Thursday, November 25, 2004

Mundane SF discussed elsewhere by authors and critics

Posted by Trent Walters at 7:39 PM
Niall Harrison, of all the critics listed, seems to have the best insight into the Mundane:
"[I]t sounds partially tongue-in-cheek (in the manifesto they say that the undersigned are 'temporarily united'), partially like regular hard SF ('focusing on what science tells us is likely rather than what is almost impossible such as warp drives'), and partially like, well, the sort of stuff that Geoff Ryman writes, really. And although I'm not really ready to give up space opera just yet, the idea of 'earth is all we have' as the most likely forseeable future is hard to argue with."

He perceptively reviewed Geoff Ryman's novel, Air, here, saying:
"Air embraces the world that we know above a world that might be for almost its entire length. In this, it is perhaps a pin-up book for Mundane SF."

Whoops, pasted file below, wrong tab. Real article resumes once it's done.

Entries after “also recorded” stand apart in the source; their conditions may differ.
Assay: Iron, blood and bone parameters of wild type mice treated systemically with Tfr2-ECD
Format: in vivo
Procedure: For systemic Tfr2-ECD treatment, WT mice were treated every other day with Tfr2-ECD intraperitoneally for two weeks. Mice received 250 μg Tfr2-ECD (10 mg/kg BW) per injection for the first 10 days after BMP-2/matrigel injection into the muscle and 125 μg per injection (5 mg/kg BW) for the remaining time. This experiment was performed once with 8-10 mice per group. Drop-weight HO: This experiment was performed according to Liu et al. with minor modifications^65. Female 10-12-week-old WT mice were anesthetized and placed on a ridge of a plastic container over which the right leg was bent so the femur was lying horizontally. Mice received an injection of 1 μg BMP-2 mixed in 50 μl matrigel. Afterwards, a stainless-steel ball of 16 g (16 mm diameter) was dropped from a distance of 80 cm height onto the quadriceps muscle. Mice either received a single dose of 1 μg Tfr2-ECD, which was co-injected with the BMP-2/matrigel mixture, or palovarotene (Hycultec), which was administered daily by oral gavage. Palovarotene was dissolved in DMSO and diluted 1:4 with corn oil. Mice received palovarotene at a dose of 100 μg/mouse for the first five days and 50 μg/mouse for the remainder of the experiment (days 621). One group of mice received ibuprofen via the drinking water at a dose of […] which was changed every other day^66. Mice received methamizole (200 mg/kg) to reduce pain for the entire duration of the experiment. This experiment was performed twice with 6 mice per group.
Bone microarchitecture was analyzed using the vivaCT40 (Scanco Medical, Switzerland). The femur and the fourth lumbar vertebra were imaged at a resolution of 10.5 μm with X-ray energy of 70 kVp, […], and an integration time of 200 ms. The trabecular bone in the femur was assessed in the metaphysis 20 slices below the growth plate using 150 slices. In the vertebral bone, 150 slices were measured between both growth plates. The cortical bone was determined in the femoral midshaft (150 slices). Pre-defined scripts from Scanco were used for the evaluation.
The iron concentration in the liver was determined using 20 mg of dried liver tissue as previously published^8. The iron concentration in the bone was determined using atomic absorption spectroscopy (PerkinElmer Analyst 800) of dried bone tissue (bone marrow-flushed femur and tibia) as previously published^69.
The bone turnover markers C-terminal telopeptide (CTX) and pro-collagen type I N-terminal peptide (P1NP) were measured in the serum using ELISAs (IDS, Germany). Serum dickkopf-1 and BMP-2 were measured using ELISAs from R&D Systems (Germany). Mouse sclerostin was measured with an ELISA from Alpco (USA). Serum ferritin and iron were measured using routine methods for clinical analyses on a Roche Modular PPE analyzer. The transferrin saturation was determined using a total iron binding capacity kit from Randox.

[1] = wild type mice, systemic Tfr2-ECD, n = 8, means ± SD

Jonathan Strahan writes:
"Seems pretty sensible to me, and it looks like it describes work by some of the more interesting writers in the field today. Still, do we need another movement?""

Martin Lewis gets a little vehement (but this is his most clever albeit misguided bit):
"[Y]ou've always got to treat those who wish to leap into a hair shirt with a bit of caution. Looking at the checklist of dos and don'ts however, mundane SF just seems like hard SF with an injection of hippy nonsense*. It looks like another attempt to gloss a form of artisitic conservatism with a false patina of rigour."

Gardner Dozois brings in a lot of SF history in his critique, Jack Skillingstead, Matt Jarpe, Lou Antonelli, and I responded (response No. 85). Skillingstead showed some remarkable discernment:
"Probably the Mundaners are taking the 1st dictionary definition as their starting point: "Of, relating to, or typical of this world; secular," rather than a notion of dullness. Not a bad idea in terms of a story telling net (if you try to play without a net the game gets sloppy; other nets: viewpoint/wordcount/beginnings-middles-etc.)"

My response in the Asimov's board should clarify a number of the misunderstandings.

1 Comments:

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